The origin of this typical dish is Peruvian, but it spread throughout the Andes. Ecuadorian humitas are small cakes that are prepared with tender corn and cheese. They are prepared wrapped in corn husks and steamed. They are very similar to tamales. They are also usually served with coffee for breakfast or snack. The leaf is also not eaten here.
Colada morada is a typical drink from Ecuador. It is usually consumed on November 2nd to celebrate the Day of the Dead. It is prepared with different fruits typical of Ecuador, spices, herbs, and purple or black corn flour. It is usually served accompanied by guaguas de pan (cookies), which usually have different shapes of drawings or figures.
This is a typical hot drink from the Ecuadorian highlands. It consists of juice of naranjilla, blackberry and passion fruit with sugar cane and boiled with cinnamon. Sugar cane alcohol is usually added and it is commonly drunk at Quito’s parties.
In this region of Ecuador, tropical recipes and a more natural style are more common. That is, many of the typical dishes of this area are made by wrapping the food in leaves.
Guayusa is a plant that is similar to coffee and cocoa due to its properties and stimulant capacity. Its leaves are usually used to make infusions in the Amazon region of Ecuador.
This dish is very popular in the Amazon region of Ecuador. It consists of wrapping a fish with a banana plant leaf and throwing it on the fire. It is served with ingredients like yucca, rice, or patacones.
Mushroom ceviche is a dish similar to the ceviche we saw typical of the coast, except for the main ingredient: mushrooms instead of fish.
This is an alcoholic beverage derived from the non-distilled fermentation of corn and some cereals. This drink is typical of the Amazon region of Ecuador, where it is drunk by the indigenous people.
In the Amazon region of Ecuador, there is a dish called Ayampaco that consists of filling bijao leaves with different ingredients such as onion, tomato, spices, and almost any type of meat. Once the ingredients are wrapped, they are grilled. In its origins, the main ingredient of this dish was fish.
We hope you have enjoyed the typical food of Ecuador. There are many more dishes that would be enough for several articles, but these are the main ones. Stay tuned to our Cocina Casera website to learn more about these recipes in depth!
Among the ingredients of Ecuadorian cuisine are: potatoes, yucca, avocado, chili, corn, quinoa, yucca, plantain, and chocho beans. The guinea pig is a type of cavy or guinea pig that is served roasted or in stews and fried pork. The settlers brought new ingredients to Ecuador such as dairy products and cooking techniques to prepare soups or stews. As well as cheese and onion filled potato tortillas.
Rice is the typical accompaniment of many dishes, as well as beans or mashed potatoes. Among the most typical soups are the locro with potato and cheese and the ‘green ball soup’. This soup is made with meat bones, cow’s tail, and green plantain balls made with meat, chopped onion, and spices.
Food and typical dishes of Ecuador
In encebollado is a traditional fish stew from Ecuador, typically enjoyed in the coastal region. It is made with fresh tuna, yuca, cassava, onion, tomato, and spices. It is served with pickled onions, which give the dish its name. Encebollado is consumed at any time of the day and is known as a remedy for hangovers after festivities.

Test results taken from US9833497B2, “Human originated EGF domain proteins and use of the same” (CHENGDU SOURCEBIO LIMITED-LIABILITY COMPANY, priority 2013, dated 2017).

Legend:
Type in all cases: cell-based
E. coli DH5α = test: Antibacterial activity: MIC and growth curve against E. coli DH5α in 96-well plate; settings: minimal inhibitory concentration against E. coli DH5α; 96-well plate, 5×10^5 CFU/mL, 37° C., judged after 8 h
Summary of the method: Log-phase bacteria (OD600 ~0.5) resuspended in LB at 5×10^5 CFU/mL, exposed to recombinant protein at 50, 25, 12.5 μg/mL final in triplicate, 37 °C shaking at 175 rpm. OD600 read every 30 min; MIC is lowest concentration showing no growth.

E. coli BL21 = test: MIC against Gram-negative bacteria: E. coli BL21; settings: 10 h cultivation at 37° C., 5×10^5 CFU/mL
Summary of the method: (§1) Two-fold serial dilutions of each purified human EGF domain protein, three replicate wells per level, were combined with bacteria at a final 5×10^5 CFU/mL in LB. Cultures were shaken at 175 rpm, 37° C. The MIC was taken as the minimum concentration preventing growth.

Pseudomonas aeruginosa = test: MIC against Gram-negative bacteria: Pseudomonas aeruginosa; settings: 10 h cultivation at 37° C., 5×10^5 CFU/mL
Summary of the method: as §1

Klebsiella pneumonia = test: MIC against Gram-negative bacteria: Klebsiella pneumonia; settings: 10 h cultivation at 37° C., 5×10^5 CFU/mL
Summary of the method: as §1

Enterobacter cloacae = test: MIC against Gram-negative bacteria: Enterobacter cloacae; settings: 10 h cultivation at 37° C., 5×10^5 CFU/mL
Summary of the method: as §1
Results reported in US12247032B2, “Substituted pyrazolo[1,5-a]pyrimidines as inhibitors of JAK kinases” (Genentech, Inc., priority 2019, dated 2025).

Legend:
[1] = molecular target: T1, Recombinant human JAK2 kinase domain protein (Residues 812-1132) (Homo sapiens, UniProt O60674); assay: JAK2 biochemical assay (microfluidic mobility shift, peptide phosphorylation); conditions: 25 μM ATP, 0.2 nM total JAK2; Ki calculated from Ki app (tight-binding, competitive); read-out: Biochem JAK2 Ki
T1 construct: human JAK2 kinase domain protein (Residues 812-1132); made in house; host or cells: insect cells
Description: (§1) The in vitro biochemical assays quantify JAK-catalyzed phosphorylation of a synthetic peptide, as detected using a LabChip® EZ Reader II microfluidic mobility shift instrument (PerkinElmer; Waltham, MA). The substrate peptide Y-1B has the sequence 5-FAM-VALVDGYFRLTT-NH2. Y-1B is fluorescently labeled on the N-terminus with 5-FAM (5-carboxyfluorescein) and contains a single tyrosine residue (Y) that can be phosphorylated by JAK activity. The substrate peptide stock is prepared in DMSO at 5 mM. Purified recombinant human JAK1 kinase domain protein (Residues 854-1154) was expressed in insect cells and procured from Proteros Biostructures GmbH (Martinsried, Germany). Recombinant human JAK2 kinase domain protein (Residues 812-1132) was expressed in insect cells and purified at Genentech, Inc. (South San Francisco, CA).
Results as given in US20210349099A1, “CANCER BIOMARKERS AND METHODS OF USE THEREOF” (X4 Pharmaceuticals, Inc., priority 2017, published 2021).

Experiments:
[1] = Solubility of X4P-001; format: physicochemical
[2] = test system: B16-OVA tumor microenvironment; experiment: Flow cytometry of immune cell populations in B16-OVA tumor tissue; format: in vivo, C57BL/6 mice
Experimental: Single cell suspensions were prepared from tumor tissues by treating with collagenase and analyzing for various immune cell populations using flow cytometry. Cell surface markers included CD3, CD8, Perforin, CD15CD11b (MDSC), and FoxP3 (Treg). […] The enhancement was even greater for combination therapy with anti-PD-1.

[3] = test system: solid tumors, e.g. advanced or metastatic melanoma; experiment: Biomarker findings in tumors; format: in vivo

This Peruvian dish is also very popular in Ecuador. Ceviche is a seafood or fish dish marinated in a tangy sauce with a citrus base. It uses lemon, lime, and small onions. The main ingredients can be shrimp, shellfish, octopus, or oysters. It can also be prepared with squid, corvina, or black clams. Ecuadorian ceviche is slightly denser than Peruvian ceviche but equally delicious.
Empanadas de viento
Empanadas de viento are very typical in Ecuador and are different from other Spanish empanadas such as Galician empanadas. They are filled with creamy cheese and make a very appetizing snack at any time of the day.
Pastel de choclo or humita
Choclo or humita is consumed in Ecuador as well as in other Latin American countries such as Peru or Bolivia. Choclo is a corn paste that is cooked in corn husks and steamed. It can be accompanied by cheese or other ingredients.
From Argentina to Venezuela, churrasco is a popular dish in South America. Churrasco is similar to barbecue. It is beef seasoned with olive oil, cumin, garlic and other herbs. In Ecuador, churrasco is a traditional dish that consists of grilled or grilled beef seasoned with herbs and spices. Ecuadorian churrasco is typically served with salad, white rice, eggs, and French fries, making it a hearty meal.
Cola morada and guaguas de pan
In Spain, it is traditional to have “huesos de santo” or “buñuelos” for the Day of All Saints. In Ecuador, typical treats are cola morada and guaguas de pan. Cola morada is a beverage made with flour, blackberries, strawberries, cinnamon, star anise, orange peel, pineapple, and other ingredients. There isn’t a single recipe for cola morada, as there are variations. Guaguas de pan are sweet bread rolls made with flour, eggs, sugar, spices, and can be filled with guava, chocolate, or other flavors.
Come y bebe
What we call “macedonia” in Spain, a fruit salad full of vitamins and flavor. It is prepared with typical Ecuadorian fruits such as banana, mango, pineapple, or papaya. It includes orange juice and agave honey, and it is served in cups so that it can be eaten and drunk. There are different versions of “come y bebe” that add liquors like rum or aguardiente.
The cuy is a guinea pig that has inhabited the central Andes region for over 7000 years. Over time, the rodent spread to other areas, such as the Ecuadorian Sierra. The cuy became a primary source of protein for the inhabitants of Ecuador. Today, this rodent is still consumed in large quantities, with over 50 million consumed each year.
It is prepared in various ways, from simple everyday recipes to more elaborate preparations for gourmet dishes. Roasted, grilled, baked, and fried cuy are the most common preparations of this rodent.
A homemade dessert very popular in the coastal region of Ecuador is called “queso de piña” (pineapple cheese), although it is actually a type of flan. The ingredients include eggs, condensed milk, fresh pineapple juice, sugar, two tablespoons of rum, one tablespoon of cornstarch, and whole milk.
Typical Ecuadorian Dishes in Video